Your SlideShare is downloading. ×
ptaff_6_chp4
Upcoming SlideShare
Loading in...5
×

Thanks for flagging this SlideShare!

Oops! An error has occurred.

×

Introducing the official SlideShare app

Stunning, full-screen experience for iPhone and Android

Text the download link to your phone

Standard text messaging rates apply

ptaff_6_chp4

1,052
views

Published on


0 Comments
0 Likes
Statistics
Notes
  • Be the first to comment

  • Be the first to like this

No Downloads
Views
Total Views
1,052
On Slideshare
0
From Embeds
0
Number of Embeds
0
Actions
Shares
0
Downloads
77
Comments
0
Likes
0
Embeds 0
No embeds

Report content
Flagged as inappropriate Flag as inappropriate
Flag as inappropriate

Select your reason for flagging this presentation as inappropriate.

Cancel
No notes for slide

Transcript

  • 1. Computers in Your Future 2004 Bryan Pfaffenberger and Bill Daley Copyright © 2003 Prentice Hall, Inc Slides created by Bob Koziel
  • 2. Tips for using the slide show
    • Use MS Power Point XP to view the presentation. Earlier versions will not show the animations correctly.
    • Slides with : Click the slide to view all of its sections and animations. Some slides need to be clicked several times.
    • will appear once the last object on the slide has appeared. Click to go to the next slide.
    • represents an Internet link that will take you to the Web site when you click on it. Internet connection required.
    • Clicking on the or icon will take you to the previous or the next slide.
    • Slides with videos or sounds: Click on the picture to view videos or listen to sounds.
    NEXT SLIDE I NEXT SLIDE Copyright © 2003 Prentice Hall, Inc
  • 3. Tips Addendum
    • This set of slides contain video and/or sound files.
    • Preview the slide show on the computer that will be used in class.
    • If the video or sound does not play, follow one of the set of directions below.
    • Slide Show View
    • 1. Click on the video or sound image.
    • 2. A dialog box will appear that will enable you to locate the file.
    • 3. Select the location where the PPTs are stored on the hard drive, server, or CD.
    • 4. Open the appropriate folder and select the appropriate file.
    • 5. Click Open.
    • 6. Click on the video or sound image again.
    • 7. Save the PPT with the new link.
    Normal View 1. Right-click on the video or sound image. 2. For videos, point to Media Clip Object and select Play . 3. For sounds, select Play Sound . 4. A dialog box will appear that will enable you to locate the file. 5. Follow directions 3-6 in Slide Show View . 6. Save the PPT with the new link. NEXT SLIDE Copyright © 2003 Prentice Hall, Inc
  • 4.
    • Chapter 4
    • Storing Data: Electronic Filing Cabinets
    COMPUTERS IN YOUR FUTURE 2004 by Bryan Pfaffenberger and Bill Daley
    • Differences between memory and storage
    • How storage media are categorized
    • How a storage device’s performance is measured
    • How data is stored on hard and floppy disks
    • Characteristics of hard drives
    • Uses of removable disks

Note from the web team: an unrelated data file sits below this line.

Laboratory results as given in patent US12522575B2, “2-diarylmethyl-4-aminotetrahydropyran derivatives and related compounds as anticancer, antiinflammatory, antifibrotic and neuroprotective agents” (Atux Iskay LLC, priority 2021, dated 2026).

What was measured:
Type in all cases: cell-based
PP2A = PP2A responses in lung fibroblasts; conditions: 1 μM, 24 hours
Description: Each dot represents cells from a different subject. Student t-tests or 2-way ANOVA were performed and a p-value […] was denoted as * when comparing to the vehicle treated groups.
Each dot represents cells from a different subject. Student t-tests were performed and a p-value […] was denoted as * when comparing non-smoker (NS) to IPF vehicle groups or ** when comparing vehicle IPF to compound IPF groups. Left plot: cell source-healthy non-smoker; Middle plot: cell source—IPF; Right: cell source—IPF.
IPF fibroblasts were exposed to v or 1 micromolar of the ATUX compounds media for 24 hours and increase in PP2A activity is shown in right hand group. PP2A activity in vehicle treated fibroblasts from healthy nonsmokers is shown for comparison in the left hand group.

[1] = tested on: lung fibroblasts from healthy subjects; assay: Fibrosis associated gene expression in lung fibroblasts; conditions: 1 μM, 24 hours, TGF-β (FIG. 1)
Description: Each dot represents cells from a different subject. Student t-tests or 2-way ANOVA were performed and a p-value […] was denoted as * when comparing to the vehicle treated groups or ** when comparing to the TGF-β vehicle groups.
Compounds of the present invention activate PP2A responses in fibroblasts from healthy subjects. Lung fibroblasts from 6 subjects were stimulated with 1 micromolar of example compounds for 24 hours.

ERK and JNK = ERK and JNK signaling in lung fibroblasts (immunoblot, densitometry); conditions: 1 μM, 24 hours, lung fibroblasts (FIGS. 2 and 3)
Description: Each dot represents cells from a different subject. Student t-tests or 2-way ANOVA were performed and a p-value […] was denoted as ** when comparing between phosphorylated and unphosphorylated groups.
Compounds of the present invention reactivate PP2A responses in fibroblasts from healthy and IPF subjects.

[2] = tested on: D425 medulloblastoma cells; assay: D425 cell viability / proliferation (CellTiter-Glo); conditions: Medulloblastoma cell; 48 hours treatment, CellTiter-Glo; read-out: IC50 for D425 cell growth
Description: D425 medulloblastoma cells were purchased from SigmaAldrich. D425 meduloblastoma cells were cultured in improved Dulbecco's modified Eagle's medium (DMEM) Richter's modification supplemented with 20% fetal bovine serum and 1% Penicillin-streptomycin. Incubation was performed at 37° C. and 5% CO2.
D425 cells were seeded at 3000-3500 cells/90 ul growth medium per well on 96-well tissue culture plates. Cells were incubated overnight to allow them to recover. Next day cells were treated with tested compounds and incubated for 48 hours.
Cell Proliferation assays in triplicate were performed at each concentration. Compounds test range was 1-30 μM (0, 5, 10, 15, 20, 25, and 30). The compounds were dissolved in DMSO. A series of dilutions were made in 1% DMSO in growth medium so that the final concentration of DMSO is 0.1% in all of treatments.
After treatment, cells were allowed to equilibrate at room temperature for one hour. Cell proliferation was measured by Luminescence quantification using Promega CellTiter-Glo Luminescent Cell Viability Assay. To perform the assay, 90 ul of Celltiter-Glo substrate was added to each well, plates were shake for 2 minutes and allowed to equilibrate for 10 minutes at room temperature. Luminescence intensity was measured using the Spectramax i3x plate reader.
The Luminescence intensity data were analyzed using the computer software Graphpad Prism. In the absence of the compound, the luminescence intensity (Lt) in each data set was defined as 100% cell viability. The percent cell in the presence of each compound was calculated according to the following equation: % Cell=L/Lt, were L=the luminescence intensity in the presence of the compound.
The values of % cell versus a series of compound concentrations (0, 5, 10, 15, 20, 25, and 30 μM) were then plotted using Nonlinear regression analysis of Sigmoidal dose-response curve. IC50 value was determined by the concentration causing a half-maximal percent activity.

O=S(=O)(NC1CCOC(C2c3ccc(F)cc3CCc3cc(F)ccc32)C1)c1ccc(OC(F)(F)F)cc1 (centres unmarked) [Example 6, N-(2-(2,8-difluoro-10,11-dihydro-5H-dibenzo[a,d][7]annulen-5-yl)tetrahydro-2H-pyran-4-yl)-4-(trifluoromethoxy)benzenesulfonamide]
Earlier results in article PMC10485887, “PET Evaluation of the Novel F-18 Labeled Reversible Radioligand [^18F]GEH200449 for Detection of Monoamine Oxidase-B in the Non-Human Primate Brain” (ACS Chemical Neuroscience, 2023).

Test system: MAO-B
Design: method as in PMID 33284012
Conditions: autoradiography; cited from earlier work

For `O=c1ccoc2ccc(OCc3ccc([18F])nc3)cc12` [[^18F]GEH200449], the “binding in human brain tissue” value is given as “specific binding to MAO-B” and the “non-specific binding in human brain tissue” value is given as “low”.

• Types of optical storage media
    • New types of storage media
    Chapter 4 Storing Data: Electronic Filing Cabinets What You Will Learn NEXT SLIDE
  • 5. Memory vs. Storage
    • Storage , also known as mass media or auxiliary storage , refers to the various media on which a computer system can store data.
    • Storage devices hold programs and data in units called files .
    • Files are stored in directories or folders .
    • Memory is a temporary workplace where the computer transfers the contents of a file while it is being used.
    Hard Drive RAM Memory NEXT SLIDE
  • 6. Why is storage necessary?
    • Storage:
    • Retains data when the computer is turned off.
    • Is cheaper than memory.
    • Plays an important role during startup.
    • Plays an input role when starting applications.
    • Is needed for output.
    • Devices can hold a large amount of data.
    NEXT SLIDE
  • 7. Storage Devices
    • Storage devices are:
    • Hardware that is capable of retaining data when the electricity is turned off.
    • Able to read (retrieve) data from a storage medium (disk/tape).
    • Able to write (record) data to a storage medium.
    NEXT SLIDE
  • 8. Types of Storage Technologies
    • Sequential – Hardware that reads and writes data in a serial (one after the other) fashion.
    • Random-Access – Hardware that reads and writes data without going through a sequence of locations.
    • Magnetic – Hardware that uses disks or tapes that are coated with magnetic material.
    • Optical – Hardware that uses laser beams to read data from plastic disks.
    • Solid State – Devices that use nonvolatile memory chips to read and write data.
    NEXT SLIDE
  • 9. Sequential – Magnetic Storage Random-Access – Magnetic Storage Tape Backup Unit Floppy Drive Hard Drive Jaz Drive Zip Drive NEXT SLIDE
  • 10. Sequential – Optical Storage Magnetic – Optical Storage CD-ROM / DVD Drive Magneto-Optic (MO) Drive NEXT SLIDE
  • 11. Solid State Storage CompactFlash Memory Flash Memory Smart Card Micro Drive Memory Stick PC Card NEXT SLIDE
  • 12. The Storage Hierarchy
    • Storage hierarchy consists of three levels. They are:
    • Online storage – Also called primary storage , it is made up of the storage devices that are actively available to the computer system. User action is not required.
    • Near-online storage – Also called secondary storage , it is not readily available to the computer system. The user performs an action, such as inserting a disk, to make it available.
    • Offline storage – Also called tertiary storage or archival storage , it is not readily available to the computer system. Devices such as tape backup units store data for archival purposes.
    NEXT SLIDE
  • 13. Capacity and Speed of Storage Devices
    • A storage device’s performance is measured by:
    • Capacity – The number of bytes of data that a device can hold.
    • Access Time – The amount of time, in milliseconds (ms), it takes for the device to begin reading data.
    Floppy Disk Hard Drive CD ROM / DVD Capacity – 720 KB to 1.44 MB Access Time – 100ms Capacity – Up to 80 GB Access Time – 6 to 12ms Capacity – CD-ROM 650 MB; DVD 17 GB Access Time – 80 to 800ms NEXT SLIDE
  • 14. Disks and Disk Drives
    • A disk or diskette is a portable storage medium.
    • Disks are circular plastic disks coated with a magnetically sensitive film.
    • Disks work with a disk drive.
    • High-density floppy disks are commonly used today.
      • Floppy disks store 1.44 MB of data.
    • SuperDisk and High FD disks store up to 250 MB of data and are downwardly compatible with floppy disks.
    • Zip disks store up to 750 MB of data and are not downwardly compatible with floppy disks.